Since the New York State Comptroller announced official Wall Street 2011 compensation numbers today (to be distributed in 2012), I thought I'd compare Wall Street compensation per person against Manhattan sales by year. As an industry, real estate seems to think it lives and dies by Wall Street compensation. No argument that it's important to the NYC economy, accounting for 25 percent of NYC private sector wages but only 5 percent of private sector jobs.
However I've never been convinced that the housing market responds in a "knee jerk" reaction to Wall Street comp (i.e., bonuses go up, sales go up, bonuses go down, sales go down). Employment levels need to be factored in, but hey, this is only my Three Cents Worth, not an academic paper.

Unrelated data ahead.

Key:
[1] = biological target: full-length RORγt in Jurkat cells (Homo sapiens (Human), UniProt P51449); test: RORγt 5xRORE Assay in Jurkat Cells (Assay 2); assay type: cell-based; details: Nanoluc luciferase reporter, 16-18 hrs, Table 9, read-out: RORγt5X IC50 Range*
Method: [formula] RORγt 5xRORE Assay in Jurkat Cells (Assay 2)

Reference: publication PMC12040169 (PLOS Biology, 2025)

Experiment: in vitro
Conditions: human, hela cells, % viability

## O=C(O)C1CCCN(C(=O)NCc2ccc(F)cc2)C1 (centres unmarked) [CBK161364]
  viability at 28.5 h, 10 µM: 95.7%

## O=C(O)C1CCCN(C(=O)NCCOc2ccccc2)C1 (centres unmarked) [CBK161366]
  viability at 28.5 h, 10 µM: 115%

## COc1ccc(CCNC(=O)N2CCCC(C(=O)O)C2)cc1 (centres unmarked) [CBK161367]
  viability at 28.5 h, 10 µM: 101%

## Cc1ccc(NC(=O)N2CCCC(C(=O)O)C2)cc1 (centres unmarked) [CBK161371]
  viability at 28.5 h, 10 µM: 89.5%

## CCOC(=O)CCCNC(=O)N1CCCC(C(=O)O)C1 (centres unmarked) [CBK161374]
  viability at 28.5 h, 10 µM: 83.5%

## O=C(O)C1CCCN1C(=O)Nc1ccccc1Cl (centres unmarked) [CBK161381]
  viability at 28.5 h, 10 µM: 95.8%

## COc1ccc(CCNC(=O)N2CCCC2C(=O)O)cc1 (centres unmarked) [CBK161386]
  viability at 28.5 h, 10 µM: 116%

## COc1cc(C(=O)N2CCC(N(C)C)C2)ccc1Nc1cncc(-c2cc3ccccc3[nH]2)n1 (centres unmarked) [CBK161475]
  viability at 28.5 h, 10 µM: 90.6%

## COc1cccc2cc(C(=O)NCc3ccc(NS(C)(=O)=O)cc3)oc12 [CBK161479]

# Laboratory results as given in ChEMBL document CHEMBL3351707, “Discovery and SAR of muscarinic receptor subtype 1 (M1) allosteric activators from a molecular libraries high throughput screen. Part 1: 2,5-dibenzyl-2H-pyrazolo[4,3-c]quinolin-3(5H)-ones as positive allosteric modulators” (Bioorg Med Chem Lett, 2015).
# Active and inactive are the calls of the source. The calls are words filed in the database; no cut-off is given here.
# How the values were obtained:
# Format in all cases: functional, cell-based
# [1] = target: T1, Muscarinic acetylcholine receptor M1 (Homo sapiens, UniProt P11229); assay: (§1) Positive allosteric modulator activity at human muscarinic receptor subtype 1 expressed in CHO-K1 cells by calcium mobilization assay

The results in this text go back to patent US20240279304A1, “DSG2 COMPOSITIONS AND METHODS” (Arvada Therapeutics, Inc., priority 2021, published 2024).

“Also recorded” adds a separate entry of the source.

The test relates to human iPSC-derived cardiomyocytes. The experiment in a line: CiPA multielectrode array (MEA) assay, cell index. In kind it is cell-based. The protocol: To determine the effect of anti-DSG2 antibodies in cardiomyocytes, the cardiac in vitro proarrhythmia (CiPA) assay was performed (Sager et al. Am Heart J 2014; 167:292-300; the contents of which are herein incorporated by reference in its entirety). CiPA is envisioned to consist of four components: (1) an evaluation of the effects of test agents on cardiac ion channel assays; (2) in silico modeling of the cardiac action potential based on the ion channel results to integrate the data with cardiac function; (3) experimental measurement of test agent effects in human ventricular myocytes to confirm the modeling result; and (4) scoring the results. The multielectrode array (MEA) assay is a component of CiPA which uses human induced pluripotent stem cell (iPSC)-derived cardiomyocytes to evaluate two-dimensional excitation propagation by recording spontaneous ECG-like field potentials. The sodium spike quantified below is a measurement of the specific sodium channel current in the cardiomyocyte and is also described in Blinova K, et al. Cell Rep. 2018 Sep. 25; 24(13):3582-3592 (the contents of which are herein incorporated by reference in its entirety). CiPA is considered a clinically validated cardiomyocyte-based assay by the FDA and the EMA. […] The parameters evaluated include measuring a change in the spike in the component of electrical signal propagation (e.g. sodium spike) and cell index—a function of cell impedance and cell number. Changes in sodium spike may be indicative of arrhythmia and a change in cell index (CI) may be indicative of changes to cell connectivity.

When I compare the year over year changes in Wall Street compensation per person and Manhattan total apartment sales, a weird pattern sort of emerges.
Pre-credit boom (1996-2001): Bonus and sales in sync
Boom (2002-2006): No pattern?just craziness
Post-boom (2007-2011): Sales lag bonuses by a year
I defined the start of the boom as 2002 after the fed pressed rates to the floor post 9/11. The boom ended in 2006. Housing prices peaked nationally in mid-2006 and the credit insanity fell off the rails in mid-2007.
The post credit-boom lag may reflect a greater amount of deferred compensation than cash plus more caution over concerns about job retention. After all, Wall Street employment is slipping.
This is clearly a simplistic look at a complex situation, but with compensation down this year, it suggests there will be no knee-jerking on Wall Street (that total sales for 2012 are somewhat less than levels seen in 2011).
· Matrix [matrix.millersamuel.com]
· Three Cents Worth archive [Curbed]